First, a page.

Creating this radial pleating occupied much of this past week.
Would love to see other people make something like this, so am sharing the process and the template.
This began by seeing a folding designed by Anna Rudanksi in Paul Jackson’s Complete Pleats book, page 199…
…and Tomoko Fuse’s infinite folds, Origami Art Works by a Modern Master, page 84.
I tried out a few different ways to set up the folding. The PDF below shows the final pattern I made then folded. The paper is 11″ x 17.” For more about how to make all these creases, take a look at my video https://youtu.be/92EZeFjha5c which shows how to do this sort of folding.
When I was testing out the folding pattern, I was using a 24 lb paper. I think I would like something slightly heavier if I was making the whole thing out of paper. What I actually used is something that is a synthetic paper, which can get wet, because the finished piece is going to hang on an outside door.
I made 10 of these pieces, first scoring then folding.
I did the folding over several days.
Next step was to group them together in pairs, overlapping by 25%. Used linen thread to sew them together, since I didn’t trust this synthetic paper with adhesives. Also did a turn in on the lower (inside) the edges. Not really sure if this was really necessary. For the turn in, I used the method that Joe Nakashima shows in his Origami Fireworks video between 7’10” and 8’20.”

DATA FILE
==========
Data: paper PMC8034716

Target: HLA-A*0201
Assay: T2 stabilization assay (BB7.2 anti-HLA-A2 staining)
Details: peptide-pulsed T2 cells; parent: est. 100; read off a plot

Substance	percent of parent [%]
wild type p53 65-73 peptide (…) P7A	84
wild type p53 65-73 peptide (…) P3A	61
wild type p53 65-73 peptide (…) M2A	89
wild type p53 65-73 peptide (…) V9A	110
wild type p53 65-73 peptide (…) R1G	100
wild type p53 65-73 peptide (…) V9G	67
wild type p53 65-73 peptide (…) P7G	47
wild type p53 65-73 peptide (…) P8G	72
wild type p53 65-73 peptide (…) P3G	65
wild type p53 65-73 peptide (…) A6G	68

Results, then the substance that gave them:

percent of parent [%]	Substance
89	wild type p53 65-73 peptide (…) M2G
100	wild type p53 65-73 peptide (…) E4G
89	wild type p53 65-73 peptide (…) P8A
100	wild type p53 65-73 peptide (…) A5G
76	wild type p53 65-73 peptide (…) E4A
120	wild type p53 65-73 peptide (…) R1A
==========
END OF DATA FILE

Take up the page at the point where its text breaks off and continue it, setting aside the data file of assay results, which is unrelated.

Here’s me with my husband, hoping that eight units would be enough. Nope, needed two more.
Finished piece is 25 inches cross. Rays are every 12 degrees. One step is left, which is to mount it on board so that it can hang up.
I’m quite happy with the way this piece turned out.
Not everyone in my household shares my enthusiasm.
Addendum: If you liked this post and want to consider supporting a children’s Lunch, Learn and Play program in my rural community, please visit this link to discover some math/art that you or some children you know might find inspiring. It’s a collection of math/art cards to color, which I designed and which have a story and the link to the math that they are built with. https://etsy.me/3uJkJuk
Alas, these classes are called Flat Foldable Pleats, and Edge Release Explorations. I don’t think anyone will even know what that means. I’m hoping that the picture will sell the class,
I’ve been taking this deep dive into pleating and edge-release folds, which is a whole different thing than symmetrical pop-ups, which I also love. After playing with unusual foldings, like miura folds, and examining Paul Jackson’s books for years, I started playing around with the idea of teaching these lesser known structures.